- The Washington Times - Monday, March 21, 2005

Billy Idol

Devil’s Playground

Sanctuary Records

In his heyday, Billy Idol was about as punk as Avril Lavigne. His run of radio-friendly hits, from “Dancing With Myself” to “Cradle of Love,” made that anti-social snarl a mere distraction from his reliable pop instincts.

So let’s not take the tough talk scattered around “Devil’s Playground” literally. The disc, Mr. Idol’s first set of originals in 11 years, sounds like a nearly 50-year-old man squealing for respect.

“Does he still have the magic, yes he does,” he cries in a roar — sounding suspiciously like he doth protest a bit too much.

A few tracks later, the spiky-haired singer doesn’t sound so desperate.

In fact, the album packs enough electric hits to propel him back to the top of the charts — that is, if he can re-scale his past heights without MTV or an unlined face to boost his ascent.

The opening track, “Super Overdrive,” merely warms Mr. Idol’s engines, re-establishing those limited but convincing pipes while shaking the rust off. It’s a treat to hear him singing about more than just carnal conquests with “Race,” yet Mr. Idol swings hardest when there’s a girl or two in the mix. Take “Sherri,” for instance, a rugged rocker with the kind of tasty hooks that would have made for an automatic hit back in his prime.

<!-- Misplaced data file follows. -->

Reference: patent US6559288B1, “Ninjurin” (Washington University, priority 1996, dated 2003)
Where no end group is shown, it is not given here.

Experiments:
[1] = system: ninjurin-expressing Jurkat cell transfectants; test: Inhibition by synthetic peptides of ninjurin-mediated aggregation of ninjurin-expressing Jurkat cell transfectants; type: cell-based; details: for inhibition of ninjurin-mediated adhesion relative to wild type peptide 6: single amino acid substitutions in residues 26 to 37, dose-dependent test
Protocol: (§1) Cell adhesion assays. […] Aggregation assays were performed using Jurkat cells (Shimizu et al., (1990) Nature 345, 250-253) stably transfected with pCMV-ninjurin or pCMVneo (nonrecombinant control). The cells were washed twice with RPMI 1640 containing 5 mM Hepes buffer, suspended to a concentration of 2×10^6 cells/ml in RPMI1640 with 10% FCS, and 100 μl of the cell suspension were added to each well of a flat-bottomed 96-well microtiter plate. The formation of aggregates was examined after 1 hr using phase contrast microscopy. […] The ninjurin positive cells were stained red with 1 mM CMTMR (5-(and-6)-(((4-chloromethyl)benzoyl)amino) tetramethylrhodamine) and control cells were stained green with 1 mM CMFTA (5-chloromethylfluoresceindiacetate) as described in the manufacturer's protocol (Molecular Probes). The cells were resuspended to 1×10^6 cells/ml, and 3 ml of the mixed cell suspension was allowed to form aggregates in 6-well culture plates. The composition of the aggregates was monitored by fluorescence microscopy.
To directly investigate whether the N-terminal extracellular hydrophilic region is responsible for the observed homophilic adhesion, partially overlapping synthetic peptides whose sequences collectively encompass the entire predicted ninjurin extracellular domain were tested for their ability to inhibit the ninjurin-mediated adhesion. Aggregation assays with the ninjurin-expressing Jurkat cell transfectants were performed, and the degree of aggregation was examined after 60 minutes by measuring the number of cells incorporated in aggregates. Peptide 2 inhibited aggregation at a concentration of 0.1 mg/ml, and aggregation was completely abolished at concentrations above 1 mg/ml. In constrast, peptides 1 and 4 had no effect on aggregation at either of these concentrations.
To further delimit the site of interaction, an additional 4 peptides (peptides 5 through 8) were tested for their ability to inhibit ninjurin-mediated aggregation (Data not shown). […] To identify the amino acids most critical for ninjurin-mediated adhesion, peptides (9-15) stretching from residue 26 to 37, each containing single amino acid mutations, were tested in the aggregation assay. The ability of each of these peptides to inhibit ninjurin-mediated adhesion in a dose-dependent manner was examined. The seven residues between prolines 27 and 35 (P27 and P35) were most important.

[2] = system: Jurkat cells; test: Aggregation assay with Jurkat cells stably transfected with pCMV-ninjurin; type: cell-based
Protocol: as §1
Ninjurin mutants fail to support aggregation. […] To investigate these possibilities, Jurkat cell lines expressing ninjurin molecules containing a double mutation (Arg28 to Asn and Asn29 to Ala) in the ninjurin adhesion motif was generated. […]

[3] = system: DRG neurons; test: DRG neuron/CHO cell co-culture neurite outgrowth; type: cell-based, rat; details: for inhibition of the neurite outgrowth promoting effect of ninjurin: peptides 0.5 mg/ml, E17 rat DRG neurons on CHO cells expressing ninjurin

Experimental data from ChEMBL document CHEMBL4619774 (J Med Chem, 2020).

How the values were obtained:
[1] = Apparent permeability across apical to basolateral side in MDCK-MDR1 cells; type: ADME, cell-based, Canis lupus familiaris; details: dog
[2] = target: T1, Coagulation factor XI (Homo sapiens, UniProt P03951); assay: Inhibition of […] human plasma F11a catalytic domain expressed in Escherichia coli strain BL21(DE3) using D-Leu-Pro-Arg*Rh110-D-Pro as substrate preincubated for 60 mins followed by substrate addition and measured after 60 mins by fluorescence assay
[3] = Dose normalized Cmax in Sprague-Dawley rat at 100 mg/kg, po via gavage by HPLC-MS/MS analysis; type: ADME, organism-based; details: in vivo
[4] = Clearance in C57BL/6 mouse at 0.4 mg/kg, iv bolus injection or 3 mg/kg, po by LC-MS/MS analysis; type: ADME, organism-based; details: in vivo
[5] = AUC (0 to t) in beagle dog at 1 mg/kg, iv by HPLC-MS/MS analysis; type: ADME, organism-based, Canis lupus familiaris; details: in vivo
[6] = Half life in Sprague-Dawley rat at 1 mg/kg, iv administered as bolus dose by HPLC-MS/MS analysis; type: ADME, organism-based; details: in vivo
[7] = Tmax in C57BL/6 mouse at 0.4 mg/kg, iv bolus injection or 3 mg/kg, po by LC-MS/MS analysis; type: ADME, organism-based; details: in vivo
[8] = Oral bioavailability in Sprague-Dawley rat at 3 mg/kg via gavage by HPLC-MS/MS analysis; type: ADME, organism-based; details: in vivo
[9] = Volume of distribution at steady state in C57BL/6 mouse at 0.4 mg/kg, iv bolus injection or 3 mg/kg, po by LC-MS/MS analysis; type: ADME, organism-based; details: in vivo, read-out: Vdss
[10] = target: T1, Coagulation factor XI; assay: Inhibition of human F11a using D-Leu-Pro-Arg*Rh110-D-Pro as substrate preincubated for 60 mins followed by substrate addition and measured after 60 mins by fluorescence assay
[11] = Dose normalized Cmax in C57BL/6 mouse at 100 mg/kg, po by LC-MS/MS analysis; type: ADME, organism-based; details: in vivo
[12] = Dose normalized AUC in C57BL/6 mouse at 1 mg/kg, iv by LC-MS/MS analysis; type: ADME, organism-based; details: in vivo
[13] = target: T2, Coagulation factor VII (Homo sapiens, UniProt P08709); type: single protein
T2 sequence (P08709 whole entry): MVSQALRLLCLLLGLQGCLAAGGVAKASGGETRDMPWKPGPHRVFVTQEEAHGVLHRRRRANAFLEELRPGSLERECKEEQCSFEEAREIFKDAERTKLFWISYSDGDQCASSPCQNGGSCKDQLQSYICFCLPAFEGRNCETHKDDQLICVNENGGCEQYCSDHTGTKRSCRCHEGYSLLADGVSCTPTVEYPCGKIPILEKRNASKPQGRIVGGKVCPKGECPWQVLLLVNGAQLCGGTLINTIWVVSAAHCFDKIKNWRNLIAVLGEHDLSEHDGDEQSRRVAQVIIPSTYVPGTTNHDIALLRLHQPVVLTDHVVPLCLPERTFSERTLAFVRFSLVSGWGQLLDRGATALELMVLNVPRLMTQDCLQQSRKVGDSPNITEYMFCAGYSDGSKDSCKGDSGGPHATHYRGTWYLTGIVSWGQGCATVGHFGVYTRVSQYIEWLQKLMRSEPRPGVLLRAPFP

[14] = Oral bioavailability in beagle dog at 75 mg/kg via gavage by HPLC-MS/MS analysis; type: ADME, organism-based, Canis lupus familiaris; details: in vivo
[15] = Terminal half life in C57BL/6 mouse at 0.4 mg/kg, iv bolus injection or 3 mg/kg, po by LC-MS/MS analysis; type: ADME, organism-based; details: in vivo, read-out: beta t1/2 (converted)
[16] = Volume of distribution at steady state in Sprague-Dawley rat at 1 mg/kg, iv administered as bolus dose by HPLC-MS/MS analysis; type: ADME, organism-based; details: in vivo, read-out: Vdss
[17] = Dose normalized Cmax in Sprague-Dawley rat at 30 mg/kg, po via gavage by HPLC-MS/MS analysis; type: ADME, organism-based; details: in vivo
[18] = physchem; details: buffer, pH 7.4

Despite a few time wasters such as “Body Snatcher,” Mr. Idol seems not only able to summon his past glory, but willing to try on a few new genres for size. He gets his Johnny Cash groove on in “Lady Do or Die” and then bursts out with a Neil Diamond tribute on “Cherie.”

Each could have proved clunky, if not downright embarrassing. Instead, they stand as album highlights. Even “Playground’s” Christmas song turns out to be affectionate and edgy at the same time.

Mr. Idol’s cover of “Plastic Jesus” seems the oddest choice of all, but for those unfamiliar with its cheeky lyrics, the exposure couldn’t hurt.

Comebacks rely far more on catching the cultural wave than on sheer talent. Motley Crue is selling out arenas again, yet a Cure-led Lollapalooza withered last summer. It’s impossible to know how many teens will give “Devil’s Playground” a chance. If they look past the crow’s feet and the fact that Mr. Idol’s career peaked a generation ago, the Idolatry could start all over again.

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